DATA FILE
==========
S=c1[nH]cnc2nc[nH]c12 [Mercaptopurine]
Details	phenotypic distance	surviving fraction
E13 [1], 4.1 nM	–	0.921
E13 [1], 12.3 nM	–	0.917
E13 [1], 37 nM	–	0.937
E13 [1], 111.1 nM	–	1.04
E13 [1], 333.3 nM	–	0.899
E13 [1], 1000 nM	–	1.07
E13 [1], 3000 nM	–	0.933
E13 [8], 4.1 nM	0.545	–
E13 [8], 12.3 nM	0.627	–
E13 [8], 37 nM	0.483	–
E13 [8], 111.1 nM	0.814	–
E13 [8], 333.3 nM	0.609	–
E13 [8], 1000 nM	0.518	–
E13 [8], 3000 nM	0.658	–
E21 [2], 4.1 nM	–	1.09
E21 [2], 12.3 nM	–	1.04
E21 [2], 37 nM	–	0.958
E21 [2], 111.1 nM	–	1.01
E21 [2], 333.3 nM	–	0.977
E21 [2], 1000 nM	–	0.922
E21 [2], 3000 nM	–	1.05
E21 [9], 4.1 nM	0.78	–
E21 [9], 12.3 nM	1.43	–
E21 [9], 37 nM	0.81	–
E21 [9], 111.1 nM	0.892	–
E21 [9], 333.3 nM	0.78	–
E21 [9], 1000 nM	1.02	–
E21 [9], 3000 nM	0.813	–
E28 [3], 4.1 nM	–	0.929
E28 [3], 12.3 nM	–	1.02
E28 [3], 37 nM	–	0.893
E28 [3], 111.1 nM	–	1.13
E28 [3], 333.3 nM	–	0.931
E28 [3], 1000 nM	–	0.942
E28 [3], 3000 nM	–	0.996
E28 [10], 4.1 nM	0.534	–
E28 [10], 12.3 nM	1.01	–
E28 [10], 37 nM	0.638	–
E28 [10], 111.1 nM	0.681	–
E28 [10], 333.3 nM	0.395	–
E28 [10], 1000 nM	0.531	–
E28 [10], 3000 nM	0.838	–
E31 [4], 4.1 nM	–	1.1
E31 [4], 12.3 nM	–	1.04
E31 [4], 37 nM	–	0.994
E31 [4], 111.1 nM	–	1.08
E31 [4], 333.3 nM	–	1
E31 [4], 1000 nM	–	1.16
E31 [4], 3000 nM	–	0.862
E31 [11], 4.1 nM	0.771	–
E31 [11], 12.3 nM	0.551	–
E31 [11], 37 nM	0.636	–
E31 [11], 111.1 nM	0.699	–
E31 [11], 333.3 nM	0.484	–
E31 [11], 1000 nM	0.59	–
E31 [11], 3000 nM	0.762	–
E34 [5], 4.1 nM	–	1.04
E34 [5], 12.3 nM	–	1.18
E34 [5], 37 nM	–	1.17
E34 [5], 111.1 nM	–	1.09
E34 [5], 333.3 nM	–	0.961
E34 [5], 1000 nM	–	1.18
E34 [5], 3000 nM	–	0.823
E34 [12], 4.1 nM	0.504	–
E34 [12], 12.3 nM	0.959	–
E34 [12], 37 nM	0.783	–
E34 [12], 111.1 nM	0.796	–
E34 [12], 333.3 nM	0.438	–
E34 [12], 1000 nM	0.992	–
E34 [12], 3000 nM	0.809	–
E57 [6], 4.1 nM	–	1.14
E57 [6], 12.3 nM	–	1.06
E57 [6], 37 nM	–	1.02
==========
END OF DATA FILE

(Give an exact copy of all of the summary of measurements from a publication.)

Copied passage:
S=c1[nH]cnc2nc[nH]c12 [Mercaptopurine]
Details	phenotypic distance	surviving fraction
E13 [1], 4.1 nM	–	0.921
E13 [1], 12.3 nM	–	0.917
E13 [1], 37 nM	–	0.937
E13 [1], 111.1 nM	–	1.04
E13 [1], 333.3 nM	–	0.899
E13 [1], 1000 nM	–	1.07
E13 [1], 3000 nM	–	0.933
E13 [8], 4.1 nM	0.545	–
E13 [8], 12.3 nM	0.627	–
E13 [8], 37 nM	0.483	–
E13 [8], 111.1 nM	0.814	–
E13 [8], 333.3 nM	0.609	–
E13 [8], 1000 nM	0.518	–
E13 [8], 3000 nM	0.658	–
E21 [2], 4.1 nM	–	1.09
E21 [2], 12.3 nM	–	1.04
E21 [2], 37 nM	–	0.958
E21 [2], 111.1 nM	–	1.01
E21 [2], 333.3 nM	–	0.977
E21 [2], 1000 nM	–	0.922
E21 [2], 3000 nM	–	1.05
E21 [9], 4.1 nM	0.78	–
E21 [9], 12.3 nM	1.43	–
E21 [9], 37 nM	0.81	–
E21 [9], 111.1 nM	0.892	–
E21 [9], 333.3 nM	0.78	–
E21 [9], 1000 nM	1.02	–
E21 [9], 3000 nM	0.813	–
E28 [3], 4.1 nM	–	0.929
E28 [3], 12.3 nM	–	1.02
E28 [3], 37 nM	–	0.893
E28 [3], 111.1 nM	–	1.13
E28 [3], 333.3 nM	–	0.931
E28 [3], 1000 nM	–	0.942
E28 [3], 3000 nM	–	0.996
E28 [10], 4.1 nM	0.534	–
E28 [10], 12.3 nM	1.01	–
E28 [10], 37 nM	0.638	–
E28 [10], 111.1 nM	0.681	–
E28 [10], 333.3 nM	0.395	–
E28 [10], 1000 nM	0.531	–
E28 [10], 3000 nM	0.838	–
E31 [4], 4.1 nM	–	1.1
E31 [4], 12.3 nM	–	1.04
E31 [4], 37 nM	–	0.994
E31 [4], 111.1 nM	–	1.08
E31 [4], 333.3 nM	–	1
E31 [4], 1000 nM	–	1.16
E31 [4], 3000 nM	–	0.862
E31 [11], 4.1 nM	0.771	–
E31 [11], 12.3 nM	0.551	–
E31 [11], 37 nM	0.636	–
E31 [11], 111.1 nM	0.699	–
E31 [11], 333.3 nM	0.484	–
E31 [11], 1000 nM	0.59	–
E31 [11], 3000 nM	0.762	–
E34 [5], 4.1 nM	–	1.04
E34 [5], 12.3 nM	–	1.18
E34 [5], 37 nM	–	1.17
E34 [5], 111.1 nM	–	1.09
E34 [5], 333.3 nM	–	0.961
E34 [5], 1000 nM	–	1.18
E34 [5], 3000 nM	–	0.823
E34 [12], 4.1 nM	0.504	–
E34 [12], 12.3 nM	0.959	–
E34 [12], 37 nM	0.783	–
E34 [12], 111.1 nM	0.796	–
E34 [12], 333.3 nM	0.438	–
E34 [12], 1000 nM	0.992	–
E34 [12], 3000 nM	0.809	–
E57 [6], 4.1 nM	–	1.14
E57 [6], 12.3 nM	–	1.06
E57 [6], 37 nM	–	1.02